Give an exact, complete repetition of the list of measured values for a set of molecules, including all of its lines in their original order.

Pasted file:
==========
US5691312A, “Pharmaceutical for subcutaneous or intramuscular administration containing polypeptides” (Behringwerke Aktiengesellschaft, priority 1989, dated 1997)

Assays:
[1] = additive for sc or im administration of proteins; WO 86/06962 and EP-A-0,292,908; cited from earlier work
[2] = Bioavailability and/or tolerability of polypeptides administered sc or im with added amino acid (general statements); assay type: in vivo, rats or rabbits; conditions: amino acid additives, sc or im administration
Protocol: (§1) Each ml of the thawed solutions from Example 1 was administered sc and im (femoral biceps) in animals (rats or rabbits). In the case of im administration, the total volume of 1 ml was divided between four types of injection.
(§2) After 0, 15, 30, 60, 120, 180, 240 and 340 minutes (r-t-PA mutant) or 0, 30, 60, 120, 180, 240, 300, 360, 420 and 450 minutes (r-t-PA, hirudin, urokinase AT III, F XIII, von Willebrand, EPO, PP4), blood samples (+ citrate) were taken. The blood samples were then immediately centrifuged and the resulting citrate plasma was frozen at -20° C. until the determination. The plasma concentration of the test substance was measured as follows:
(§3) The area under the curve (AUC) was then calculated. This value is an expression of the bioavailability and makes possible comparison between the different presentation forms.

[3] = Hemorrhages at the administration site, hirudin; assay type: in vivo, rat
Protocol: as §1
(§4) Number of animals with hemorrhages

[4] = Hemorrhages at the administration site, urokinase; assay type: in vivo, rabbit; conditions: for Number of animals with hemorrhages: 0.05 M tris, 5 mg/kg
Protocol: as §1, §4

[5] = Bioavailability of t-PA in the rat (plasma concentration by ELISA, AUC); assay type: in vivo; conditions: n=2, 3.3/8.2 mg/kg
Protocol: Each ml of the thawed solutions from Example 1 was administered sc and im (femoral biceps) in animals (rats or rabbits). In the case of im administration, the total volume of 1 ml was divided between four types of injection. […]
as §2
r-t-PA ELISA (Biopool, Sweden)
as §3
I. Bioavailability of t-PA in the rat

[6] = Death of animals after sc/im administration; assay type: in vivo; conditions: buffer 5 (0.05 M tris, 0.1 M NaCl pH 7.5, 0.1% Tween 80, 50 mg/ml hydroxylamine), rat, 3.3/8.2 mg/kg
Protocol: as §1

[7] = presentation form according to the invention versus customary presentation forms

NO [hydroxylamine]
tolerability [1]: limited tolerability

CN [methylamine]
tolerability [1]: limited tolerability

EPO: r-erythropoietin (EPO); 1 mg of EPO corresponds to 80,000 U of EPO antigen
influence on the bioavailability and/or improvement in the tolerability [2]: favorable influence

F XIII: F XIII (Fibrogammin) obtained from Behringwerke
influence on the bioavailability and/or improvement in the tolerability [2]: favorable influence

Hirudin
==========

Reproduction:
US5691312A, “Pharmaceutical for subcutaneous or intramuscular administration containing polypeptides” (Behringwerke Aktiengesellschaft, priority 1989, dated 1997)

Assays:
[1] = additive for sc or im administration of proteins; WO 86/06962 and EP-A-0,292,908; cited from earlier work
[2] = Bioavailability and/or tolerability of polypeptides administered sc or im with added amino acid (general statements); assay type: in vivo, rats or rabbits; conditions: amino acid additives, sc or im administration
Protocol: (§1) Each ml of the thawed solutions from Example 1 was administered sc and im (femoral biceps) in animals (rats or rabbits). In the case of im administration, the total volume of 1 ml was divided between four types of injection.
(§2) After 0, 15, 30, 60, 120, 180, 240 and 340 minutes (r-t-PA mutant) or 0, 30, 60, 120, 180, 240, 300, 360, 420 and 450 minutes (r-t-PA, hirudin, urokinase AT III, F XIII, von Willebrand, EPO, PP4), blood samples (+ citrate) were taken. The blood samples were then immediately centrifuged and the resulting citrate plasma was frozen at -20° C. until the determination. The plasma concentration of the test substance was measured as follows:
(§3) The area under the curve (AUC) was then calculated. This value is an expression of the bioavailability and makes possible comparison between the different presentation forms.

[3] = Hemorrhages at the administration site, hirudin; assay type: in vivo, rat
Protocol: as §1
(§4) Number of animals with hemorrhages

[4] = Hemorrhages at the administration site, urokinase; assay type: in vivo, rabbit; conditions: for Number of animals with hemorrhages: 0.05 M tris, 5 mg/kg
Protocol: as §1, §4

[5] = Bioavailability of t-PA in the rat (plasma concentration by ELISA, AUC); assay type: in vivo; conditions: n=2, 3.3/8.2 mg/kg
Protocol: Each ml of the thawed solutions from Example 1 was administered sc and im (femoral biceps) in animals (rats or rabbits). In the case of im administration, the total volume of 1 ml was divided between four types of injection. […]
as §2
r-t-PA ELISA (Biopool, Sweden)
as §3
I. Bioavailability of t-PA in the rat

[6] = Death of animals after sc/im administration; assay type: in vivo; conditions: buffer 5 (0.05 M tris, 0.1 M NaCl pH 7.5, 0.1% Tween 80, 50 mg/ml hydroxylamine), rat, 3.3/8.2 mg/kg
Protocol: as §1

[7] = presentation form according to the invention versus customary presentation forms

NO [hydroxylamine]
tolerability [1]: limited tolerability

CN [methylamine]
tolerability [1]: limited tolerability

EPO: r-erythropoietin (EPO); 1 mg of EPO corresponds to 80,000 U of EPO antigen
influence on the bioavailability and/or improvement in the tolerability [2]: favorable influence

F XIII: F XIII (Fibrogammin) obtained from Behringwerke
influence on the bioavailability and/or improvement in the tolerability [2]: favorable influence

Hirudin